Move towards integration

The move towards easier integration of equipment within a building is also an important future trend. Linking heating, ventilation, metering, lighting and other systems including security to the BEMS gives building owners and operators a central point from which to understand how their buildings are performing.  Web-based technology is driving this higher level of integration, because it provides a platform for a common user interface browser for all systems.

Security integration allows building managers to share and operate systems from one common user interface and to achieve effective system interoperability. For example, security events from access control and CCTV systems can be linked to lighting and HVAC systems to ensure more energy efficient day-to-day building operation, and greater safety in the event of an emergency. 

In the energy efficient building of the future, the facilities and security teams will access information from a single user-friendly web-based interface. Furthermore, integrated systems can help to create comfortable and productive working environments. Linking access systems to the HVAC system means that the building can react as occupants enter and leave rooms – turning off unnecessary lighting and air conditioning when it’s not required.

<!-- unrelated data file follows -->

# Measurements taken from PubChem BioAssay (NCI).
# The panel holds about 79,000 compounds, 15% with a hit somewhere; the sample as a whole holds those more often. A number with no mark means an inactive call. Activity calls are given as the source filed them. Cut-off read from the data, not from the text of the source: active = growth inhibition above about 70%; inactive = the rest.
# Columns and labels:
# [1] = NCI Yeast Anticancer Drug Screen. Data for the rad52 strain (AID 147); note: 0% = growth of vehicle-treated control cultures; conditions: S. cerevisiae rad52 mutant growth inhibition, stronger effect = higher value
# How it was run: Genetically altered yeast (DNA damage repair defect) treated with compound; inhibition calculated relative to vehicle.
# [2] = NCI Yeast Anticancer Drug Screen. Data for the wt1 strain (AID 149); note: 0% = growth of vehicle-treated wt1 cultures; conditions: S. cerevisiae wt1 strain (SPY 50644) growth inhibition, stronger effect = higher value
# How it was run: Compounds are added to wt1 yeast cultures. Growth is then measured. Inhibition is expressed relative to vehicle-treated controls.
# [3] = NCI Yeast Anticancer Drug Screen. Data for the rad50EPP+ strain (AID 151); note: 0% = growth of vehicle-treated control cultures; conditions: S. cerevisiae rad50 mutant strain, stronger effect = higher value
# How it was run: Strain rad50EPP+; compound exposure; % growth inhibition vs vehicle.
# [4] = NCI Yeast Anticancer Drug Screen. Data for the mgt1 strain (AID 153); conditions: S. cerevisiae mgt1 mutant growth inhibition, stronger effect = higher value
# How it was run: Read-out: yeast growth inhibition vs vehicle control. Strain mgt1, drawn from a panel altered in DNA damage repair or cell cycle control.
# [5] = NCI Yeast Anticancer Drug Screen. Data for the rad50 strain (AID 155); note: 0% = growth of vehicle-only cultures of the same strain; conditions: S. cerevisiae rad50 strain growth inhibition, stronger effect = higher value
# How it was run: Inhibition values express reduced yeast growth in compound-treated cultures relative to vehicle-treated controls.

Perhaps one of the most important developments for the future is the growing recognition by building owners that data on energy use should be treated as business-critical information. Large amounts of information now flooding into the energy management field are set to give building owners and operators in-depth knowledge about building performance and the power to optimise it.

A building of tomorrow

SmartCity Malta is a 360,000sq m stand-alone development area on the island’s coast. It is set to be the home for knowledge-based companies at the cutting edge of IT, media and consultancy. One of the first completed buildings on the campus is SCM01, a 12,000sq m office building with seven storeys of flexible space which has achieved LEED Silver accreditation.

Tridium’s Niagara Framework software plays a key role in ensuring that this building achieved its sustainability goals by bringing together the security and BMS systems.

There are many benefits to seamless integration of security and building management. Through Niagara, the systems can continuously check occupation levels. Thus, lighting and cooling in unoccupied areas can be automatically switched off to save energy. The system also includes CO2 sensors that combine with the security occupancy sensors to provide fresh air according to occupancy. Air flow and lighting are also adjusted in meeting rooms when a visitor’s access card is used.

While information from the security system can inform the BEMS, the system also works the other way. For example, by tracking data from heating, ventilating or cooling, building managers can observe the current status of all services giving greater security and operational continuity for occupants.